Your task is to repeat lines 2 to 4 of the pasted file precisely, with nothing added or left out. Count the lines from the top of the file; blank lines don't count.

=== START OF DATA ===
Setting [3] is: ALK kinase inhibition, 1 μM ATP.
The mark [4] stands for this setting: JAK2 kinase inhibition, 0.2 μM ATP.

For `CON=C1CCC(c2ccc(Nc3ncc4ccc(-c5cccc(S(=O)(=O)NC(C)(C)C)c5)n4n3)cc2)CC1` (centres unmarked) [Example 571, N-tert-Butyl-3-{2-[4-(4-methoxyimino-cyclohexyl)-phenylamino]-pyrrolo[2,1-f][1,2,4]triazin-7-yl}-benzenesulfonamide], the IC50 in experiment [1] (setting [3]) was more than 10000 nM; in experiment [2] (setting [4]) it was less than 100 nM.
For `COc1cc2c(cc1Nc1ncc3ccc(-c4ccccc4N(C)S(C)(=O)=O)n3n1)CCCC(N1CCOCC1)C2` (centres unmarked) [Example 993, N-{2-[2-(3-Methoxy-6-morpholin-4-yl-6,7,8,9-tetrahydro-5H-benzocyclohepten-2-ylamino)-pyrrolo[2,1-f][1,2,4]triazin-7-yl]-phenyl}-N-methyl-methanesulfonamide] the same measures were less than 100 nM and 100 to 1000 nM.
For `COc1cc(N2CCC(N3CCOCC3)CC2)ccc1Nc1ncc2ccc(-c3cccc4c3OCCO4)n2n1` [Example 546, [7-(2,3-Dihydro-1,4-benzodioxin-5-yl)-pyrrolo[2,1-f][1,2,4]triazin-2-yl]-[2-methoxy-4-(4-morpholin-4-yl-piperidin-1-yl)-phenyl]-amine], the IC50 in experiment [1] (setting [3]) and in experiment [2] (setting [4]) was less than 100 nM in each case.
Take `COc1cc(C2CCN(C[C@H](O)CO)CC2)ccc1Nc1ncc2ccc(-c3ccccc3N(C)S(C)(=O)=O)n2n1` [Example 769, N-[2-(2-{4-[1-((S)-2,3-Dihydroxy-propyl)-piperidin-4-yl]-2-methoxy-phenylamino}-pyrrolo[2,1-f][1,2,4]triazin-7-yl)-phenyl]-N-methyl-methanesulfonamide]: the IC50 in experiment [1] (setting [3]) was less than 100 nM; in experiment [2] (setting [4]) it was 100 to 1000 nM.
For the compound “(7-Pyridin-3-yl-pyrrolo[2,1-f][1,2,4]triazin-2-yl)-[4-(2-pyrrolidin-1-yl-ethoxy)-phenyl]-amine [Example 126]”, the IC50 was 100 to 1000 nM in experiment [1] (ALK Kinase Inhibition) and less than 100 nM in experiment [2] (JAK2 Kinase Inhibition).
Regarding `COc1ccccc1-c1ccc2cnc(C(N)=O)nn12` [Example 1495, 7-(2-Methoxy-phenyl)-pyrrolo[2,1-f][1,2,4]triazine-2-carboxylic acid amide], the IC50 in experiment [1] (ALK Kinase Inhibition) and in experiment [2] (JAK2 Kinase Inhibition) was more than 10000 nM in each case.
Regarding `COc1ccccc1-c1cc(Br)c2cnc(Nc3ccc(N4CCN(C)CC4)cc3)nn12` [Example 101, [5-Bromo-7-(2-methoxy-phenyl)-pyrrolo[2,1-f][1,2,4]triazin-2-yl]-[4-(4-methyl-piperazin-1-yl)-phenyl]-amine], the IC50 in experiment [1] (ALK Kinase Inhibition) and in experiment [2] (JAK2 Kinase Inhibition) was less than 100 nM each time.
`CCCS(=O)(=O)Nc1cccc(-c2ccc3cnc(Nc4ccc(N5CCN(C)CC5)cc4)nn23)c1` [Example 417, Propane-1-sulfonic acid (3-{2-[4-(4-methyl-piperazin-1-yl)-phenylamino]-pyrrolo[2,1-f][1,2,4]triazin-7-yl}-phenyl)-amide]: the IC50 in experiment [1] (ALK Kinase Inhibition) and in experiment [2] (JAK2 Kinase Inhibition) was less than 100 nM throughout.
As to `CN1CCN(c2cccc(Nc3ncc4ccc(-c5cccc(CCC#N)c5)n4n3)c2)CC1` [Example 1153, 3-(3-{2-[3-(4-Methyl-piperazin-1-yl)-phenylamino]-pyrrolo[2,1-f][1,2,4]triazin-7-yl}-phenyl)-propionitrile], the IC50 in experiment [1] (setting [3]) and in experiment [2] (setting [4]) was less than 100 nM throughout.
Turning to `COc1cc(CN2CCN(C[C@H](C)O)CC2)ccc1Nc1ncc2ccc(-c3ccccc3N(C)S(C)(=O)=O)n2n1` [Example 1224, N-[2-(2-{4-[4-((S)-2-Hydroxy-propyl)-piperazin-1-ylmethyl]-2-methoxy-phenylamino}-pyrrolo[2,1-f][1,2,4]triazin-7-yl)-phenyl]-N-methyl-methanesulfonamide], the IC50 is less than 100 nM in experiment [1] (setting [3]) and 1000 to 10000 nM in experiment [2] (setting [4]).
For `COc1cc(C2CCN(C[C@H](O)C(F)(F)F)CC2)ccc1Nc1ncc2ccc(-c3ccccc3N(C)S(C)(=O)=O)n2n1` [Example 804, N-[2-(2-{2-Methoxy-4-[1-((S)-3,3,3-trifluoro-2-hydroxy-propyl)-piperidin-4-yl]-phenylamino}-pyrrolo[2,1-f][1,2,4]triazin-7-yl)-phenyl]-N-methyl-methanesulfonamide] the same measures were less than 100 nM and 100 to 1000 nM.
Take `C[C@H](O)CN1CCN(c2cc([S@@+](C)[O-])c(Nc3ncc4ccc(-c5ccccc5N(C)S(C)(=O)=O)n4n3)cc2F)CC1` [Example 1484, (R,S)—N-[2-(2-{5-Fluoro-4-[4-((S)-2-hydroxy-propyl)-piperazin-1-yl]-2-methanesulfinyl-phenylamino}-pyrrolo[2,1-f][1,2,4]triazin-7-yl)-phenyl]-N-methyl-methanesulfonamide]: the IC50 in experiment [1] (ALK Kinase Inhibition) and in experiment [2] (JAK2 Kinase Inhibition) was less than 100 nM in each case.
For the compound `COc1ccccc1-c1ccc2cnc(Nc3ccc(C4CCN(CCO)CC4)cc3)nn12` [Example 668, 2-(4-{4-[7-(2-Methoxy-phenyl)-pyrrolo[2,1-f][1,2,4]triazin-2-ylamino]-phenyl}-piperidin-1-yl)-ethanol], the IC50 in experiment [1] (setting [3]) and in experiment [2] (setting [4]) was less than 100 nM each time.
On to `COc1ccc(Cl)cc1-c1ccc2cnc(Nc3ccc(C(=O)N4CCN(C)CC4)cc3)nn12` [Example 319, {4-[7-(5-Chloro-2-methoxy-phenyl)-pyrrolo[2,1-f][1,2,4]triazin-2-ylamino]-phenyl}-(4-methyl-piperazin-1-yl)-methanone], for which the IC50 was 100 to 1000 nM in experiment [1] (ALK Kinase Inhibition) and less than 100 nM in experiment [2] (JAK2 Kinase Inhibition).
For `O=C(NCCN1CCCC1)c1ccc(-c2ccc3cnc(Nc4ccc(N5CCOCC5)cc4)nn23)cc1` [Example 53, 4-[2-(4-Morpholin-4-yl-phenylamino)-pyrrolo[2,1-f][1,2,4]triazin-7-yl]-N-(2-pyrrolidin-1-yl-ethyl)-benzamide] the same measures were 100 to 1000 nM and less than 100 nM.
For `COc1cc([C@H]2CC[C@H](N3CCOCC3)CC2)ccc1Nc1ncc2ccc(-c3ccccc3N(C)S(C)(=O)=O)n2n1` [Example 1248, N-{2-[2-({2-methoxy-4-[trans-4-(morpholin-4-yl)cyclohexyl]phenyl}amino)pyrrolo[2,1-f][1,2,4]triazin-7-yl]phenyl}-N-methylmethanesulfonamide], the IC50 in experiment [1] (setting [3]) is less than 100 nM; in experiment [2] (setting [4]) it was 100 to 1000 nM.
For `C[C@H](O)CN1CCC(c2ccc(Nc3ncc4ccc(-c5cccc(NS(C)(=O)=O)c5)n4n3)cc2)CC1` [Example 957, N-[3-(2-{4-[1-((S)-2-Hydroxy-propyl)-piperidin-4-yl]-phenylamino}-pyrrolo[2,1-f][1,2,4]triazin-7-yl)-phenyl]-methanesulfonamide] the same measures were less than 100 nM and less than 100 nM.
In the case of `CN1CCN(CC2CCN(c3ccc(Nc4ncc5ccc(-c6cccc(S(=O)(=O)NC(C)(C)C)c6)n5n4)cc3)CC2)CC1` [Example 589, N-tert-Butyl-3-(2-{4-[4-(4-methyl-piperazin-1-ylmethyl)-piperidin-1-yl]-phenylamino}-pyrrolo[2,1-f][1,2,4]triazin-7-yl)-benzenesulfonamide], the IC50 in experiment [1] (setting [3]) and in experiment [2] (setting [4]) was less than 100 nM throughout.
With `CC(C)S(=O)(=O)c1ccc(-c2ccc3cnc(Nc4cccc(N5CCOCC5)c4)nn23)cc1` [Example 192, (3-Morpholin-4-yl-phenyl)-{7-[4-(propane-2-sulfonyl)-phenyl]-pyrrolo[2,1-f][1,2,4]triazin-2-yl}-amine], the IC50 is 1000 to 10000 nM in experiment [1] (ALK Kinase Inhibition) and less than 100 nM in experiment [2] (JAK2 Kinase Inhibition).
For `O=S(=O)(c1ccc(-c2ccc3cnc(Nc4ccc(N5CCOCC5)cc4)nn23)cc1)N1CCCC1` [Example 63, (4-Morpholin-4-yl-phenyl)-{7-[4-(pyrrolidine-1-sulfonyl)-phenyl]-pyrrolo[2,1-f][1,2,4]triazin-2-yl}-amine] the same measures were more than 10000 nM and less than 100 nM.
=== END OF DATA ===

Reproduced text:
The mark [4] stands for this setting: JAK2 kinase inhibition, 0.2 μM ATP.

For `CON=C1CCC(c2ccc(Nc3ncc4ccc(-c5cccc(S(=O)(=O)NC(C)(C)C)c5)n4n3)cc2)CC1` (centres unmarked) [Example 571, N-tert-Butyl-3-{2-[4-(4-methoxyimino-cyclohexyl)-phenylamino]-pyrrolo[2,1-f][1,2,4]triazin-7-yl}-benzenesulfonamide], the IC50 in experiment [1] (setting [3]) was more than 10000 nM; in experiment [2] (setting [4]) it was less than 100 nM.
For `COc1cc2c(cc1Nc1ncc3ccc(-c4ccccc4N(C)S(C)(=O)=O)n3n1)CCCC(N1CCOCC1)C2` (centres unmarked) [Example 993, N-{2-[2-(3-Methoxy-6-morpholin-4-yl-6,7,8,9-tetrahydro-5H-benzocyclohepten-2-ylamino)-pyrrolo[2,1-f][1,2,4]triazin-7-yl]-phenyl}-N-methyl-methanesulfonamide] the same measures were less than 100 nM and 100 to 1000 nM.